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Peripartum complications in grand multiparous women: para 6-9 versus para > or =10.

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  • 1Department of Obstetrics and Gynecology, Soroka Medical Center, Faculty of Health Sciences, Ben Gurion University of the Negev, Beer-Sheva, Israel.



To assess the importance of birth order and advanced maternal age on maternal and peripartum complications.


The study population consisted of 12 296 multiparous women (six deliveries or more) with singleton gestation. Patients were classified into two groups according to the birth order: grand multiparous (between six and nine deliveries) and huge multiparous (ten or more deliveries). Peripartum complication was defined when at least one of the following conditions occurred: massive hemorrhage, uterine rupture, abruptio placentae, dysfunctional labor or malpresentations. Logistic regression analysis was used to evaluate the relationship between birth order and maternal age and peripartum complications.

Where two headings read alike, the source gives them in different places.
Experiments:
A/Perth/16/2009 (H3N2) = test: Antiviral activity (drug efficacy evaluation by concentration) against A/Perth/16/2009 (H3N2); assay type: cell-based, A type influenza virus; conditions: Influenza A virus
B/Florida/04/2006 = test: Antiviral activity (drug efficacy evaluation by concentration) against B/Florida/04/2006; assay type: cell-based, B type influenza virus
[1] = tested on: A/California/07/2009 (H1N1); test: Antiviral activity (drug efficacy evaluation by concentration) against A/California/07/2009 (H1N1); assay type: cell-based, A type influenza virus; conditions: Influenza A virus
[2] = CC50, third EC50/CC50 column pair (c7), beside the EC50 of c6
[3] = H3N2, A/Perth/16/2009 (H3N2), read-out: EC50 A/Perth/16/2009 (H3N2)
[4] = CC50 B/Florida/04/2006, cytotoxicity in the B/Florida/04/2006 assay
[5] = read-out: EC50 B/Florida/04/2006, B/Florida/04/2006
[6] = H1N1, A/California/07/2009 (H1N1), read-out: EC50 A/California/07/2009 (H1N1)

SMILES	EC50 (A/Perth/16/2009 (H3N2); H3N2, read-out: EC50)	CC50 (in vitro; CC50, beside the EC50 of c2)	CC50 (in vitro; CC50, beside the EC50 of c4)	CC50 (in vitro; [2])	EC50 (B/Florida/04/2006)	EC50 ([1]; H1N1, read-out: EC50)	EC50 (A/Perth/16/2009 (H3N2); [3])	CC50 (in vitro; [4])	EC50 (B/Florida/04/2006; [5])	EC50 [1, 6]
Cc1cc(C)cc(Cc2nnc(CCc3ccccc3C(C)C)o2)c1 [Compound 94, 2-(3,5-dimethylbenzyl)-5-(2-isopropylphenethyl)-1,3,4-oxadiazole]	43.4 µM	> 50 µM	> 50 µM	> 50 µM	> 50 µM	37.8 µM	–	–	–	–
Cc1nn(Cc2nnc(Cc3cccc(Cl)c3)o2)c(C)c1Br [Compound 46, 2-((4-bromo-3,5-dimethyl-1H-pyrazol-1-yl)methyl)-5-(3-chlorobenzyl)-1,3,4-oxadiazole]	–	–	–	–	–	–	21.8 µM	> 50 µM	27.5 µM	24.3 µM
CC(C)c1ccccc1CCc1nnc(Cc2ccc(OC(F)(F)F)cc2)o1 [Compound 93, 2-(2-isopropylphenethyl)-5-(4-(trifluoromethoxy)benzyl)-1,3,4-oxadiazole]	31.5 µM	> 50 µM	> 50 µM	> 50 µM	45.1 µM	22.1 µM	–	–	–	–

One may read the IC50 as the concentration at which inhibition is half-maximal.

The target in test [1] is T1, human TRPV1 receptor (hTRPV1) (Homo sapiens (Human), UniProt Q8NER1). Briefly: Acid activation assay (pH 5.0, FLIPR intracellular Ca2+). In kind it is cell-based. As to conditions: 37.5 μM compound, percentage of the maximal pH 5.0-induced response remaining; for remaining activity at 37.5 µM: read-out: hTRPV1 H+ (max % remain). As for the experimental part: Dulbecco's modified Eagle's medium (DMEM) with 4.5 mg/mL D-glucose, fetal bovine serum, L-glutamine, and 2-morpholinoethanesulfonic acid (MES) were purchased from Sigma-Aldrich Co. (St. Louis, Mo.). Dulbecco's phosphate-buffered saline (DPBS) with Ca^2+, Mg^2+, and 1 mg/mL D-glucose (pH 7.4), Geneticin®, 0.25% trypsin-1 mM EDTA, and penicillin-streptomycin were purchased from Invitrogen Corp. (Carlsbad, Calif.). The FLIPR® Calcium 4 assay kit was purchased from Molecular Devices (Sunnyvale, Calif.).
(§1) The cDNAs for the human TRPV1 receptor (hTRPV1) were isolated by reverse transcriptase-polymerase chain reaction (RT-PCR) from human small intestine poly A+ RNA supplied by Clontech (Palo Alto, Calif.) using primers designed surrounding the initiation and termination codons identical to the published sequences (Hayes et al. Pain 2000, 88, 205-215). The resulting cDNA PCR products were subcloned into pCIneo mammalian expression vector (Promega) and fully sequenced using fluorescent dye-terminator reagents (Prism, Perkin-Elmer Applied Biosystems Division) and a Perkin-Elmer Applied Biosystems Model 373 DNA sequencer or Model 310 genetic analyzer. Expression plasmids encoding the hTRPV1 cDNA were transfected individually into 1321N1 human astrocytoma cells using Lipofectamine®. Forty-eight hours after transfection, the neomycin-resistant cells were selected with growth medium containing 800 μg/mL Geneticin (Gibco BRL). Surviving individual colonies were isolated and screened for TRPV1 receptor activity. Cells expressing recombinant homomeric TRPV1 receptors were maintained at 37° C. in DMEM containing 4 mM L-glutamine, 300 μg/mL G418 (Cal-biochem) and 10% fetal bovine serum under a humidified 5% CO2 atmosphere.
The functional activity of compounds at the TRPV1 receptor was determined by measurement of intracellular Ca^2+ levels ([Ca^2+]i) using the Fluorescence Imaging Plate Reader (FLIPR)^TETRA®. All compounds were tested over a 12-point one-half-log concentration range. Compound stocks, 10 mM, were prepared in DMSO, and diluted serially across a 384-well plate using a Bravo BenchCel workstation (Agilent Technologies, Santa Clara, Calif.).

Among the study population, 9587 (78%) were grand multiparous and the remaining 2709 were huge multiparous women. The rate of peripartum complications was higher in huge multiparous than in grand multiparous women: malpresentation (6.2% versus 5%, P<.005), massive hemorrhage (0.7% versus 0.4%, P<.001) and dysfunctional labor (6.4% versus 3.5%, P<.001). Huge multiparous women also had a higher rate of the following complications than grand multiparous women: cesarean section (14.4% versus 10.4%, P<.01), chronic hypertension (7.9% versus 3%, P<.001), severe pregnancy induced hypertension (2.6% versus 1.1%, P<.01), diabetes class A (10.7% versus 7.5%, P<.005), diabetes class B-R (4.3% versus 2%, P<.01) congenital anomalies (3.3% versus 2.6%, P<.05) and large for gestational age infant, (17% versus 12.4%, P<.01). When adjusted for maternal age, high birth order remained strongly associated with the occurrence of peripartum complications.


Huge multiparity was associated with a higher rate of maternal and peripartum complications than grand multiparity. Higher birth order remained an independent risk factor for peripartum complications after adjustment for maternal age.

[PubMed - indexed for MEDLINE]
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